Las Vegas Sheriff Bill Young’s smiling, uniformed image is all over town on campaign signs, and his campaign war chest bulges with almost $1 million. Yesterday, says the Las Vegas Review-Journal, he abruptly dropped out of the race that was seen as his to lose. He endorsed his second-in-command to succeed him and said it might not be the end of his political career. “The county would be lucky to have him,” Young said of his undersheriff. “You could add up the best qualities of the other candidates in this race, and they wouldn’t be a pimple on Doug Gillespie’s ass.”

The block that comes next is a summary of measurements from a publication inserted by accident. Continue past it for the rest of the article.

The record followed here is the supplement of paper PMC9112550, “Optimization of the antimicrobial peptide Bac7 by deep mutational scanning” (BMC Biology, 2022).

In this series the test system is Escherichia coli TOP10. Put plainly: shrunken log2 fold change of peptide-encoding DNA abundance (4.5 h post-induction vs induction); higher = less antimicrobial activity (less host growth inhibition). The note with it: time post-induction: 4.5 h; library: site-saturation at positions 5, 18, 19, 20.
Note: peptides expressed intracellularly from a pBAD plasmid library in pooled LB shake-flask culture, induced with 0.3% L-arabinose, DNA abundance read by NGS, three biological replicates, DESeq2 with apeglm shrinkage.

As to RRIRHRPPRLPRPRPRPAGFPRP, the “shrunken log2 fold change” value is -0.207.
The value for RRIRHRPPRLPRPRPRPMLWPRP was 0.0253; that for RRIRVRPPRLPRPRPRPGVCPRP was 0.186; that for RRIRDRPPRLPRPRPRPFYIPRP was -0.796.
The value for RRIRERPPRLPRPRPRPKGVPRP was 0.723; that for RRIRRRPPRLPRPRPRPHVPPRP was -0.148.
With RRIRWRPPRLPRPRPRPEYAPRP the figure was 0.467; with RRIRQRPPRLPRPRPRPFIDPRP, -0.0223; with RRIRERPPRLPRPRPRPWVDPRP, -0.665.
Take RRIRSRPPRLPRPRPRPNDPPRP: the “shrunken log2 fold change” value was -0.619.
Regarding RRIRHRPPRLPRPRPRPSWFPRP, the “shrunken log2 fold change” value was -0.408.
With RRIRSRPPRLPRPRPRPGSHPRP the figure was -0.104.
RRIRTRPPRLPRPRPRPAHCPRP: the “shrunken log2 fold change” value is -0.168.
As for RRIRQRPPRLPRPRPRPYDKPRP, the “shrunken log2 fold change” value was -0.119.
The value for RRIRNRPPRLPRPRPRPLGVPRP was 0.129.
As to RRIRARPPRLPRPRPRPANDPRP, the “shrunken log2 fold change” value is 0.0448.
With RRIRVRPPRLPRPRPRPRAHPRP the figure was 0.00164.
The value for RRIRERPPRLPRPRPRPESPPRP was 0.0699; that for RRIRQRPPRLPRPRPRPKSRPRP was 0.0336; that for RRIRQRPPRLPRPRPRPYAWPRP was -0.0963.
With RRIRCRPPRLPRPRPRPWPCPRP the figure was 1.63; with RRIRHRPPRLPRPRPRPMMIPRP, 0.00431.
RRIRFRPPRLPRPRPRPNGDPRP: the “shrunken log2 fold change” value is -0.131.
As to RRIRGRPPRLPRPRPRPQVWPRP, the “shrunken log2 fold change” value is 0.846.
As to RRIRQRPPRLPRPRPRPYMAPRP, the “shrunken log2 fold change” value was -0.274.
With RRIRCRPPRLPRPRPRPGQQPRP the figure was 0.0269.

Young, who is in the last year of his first four-year term, said he does not know what he will do next, but “in six to eight years,” he said he might consider running for governor. “I know there’s more to life than just politics. And I want that. I want my life back,” he said. Young said Las Vegas has become a more violent place, and that has troubled him. “The town’s getting tougher, and it’s not getting any easier,” said Young, 50. “I think there’s a lot of criminal element that has come here that has made the town a little harder-edged.” Some have speculated that Young, like his predecessor Jerry Keller, might accept a lucrative job with a casino. Sig Rogich, a powerful political consultant who worked on Young’s campaign, said he believed Young might have gotten an offer he couldn’t refuse.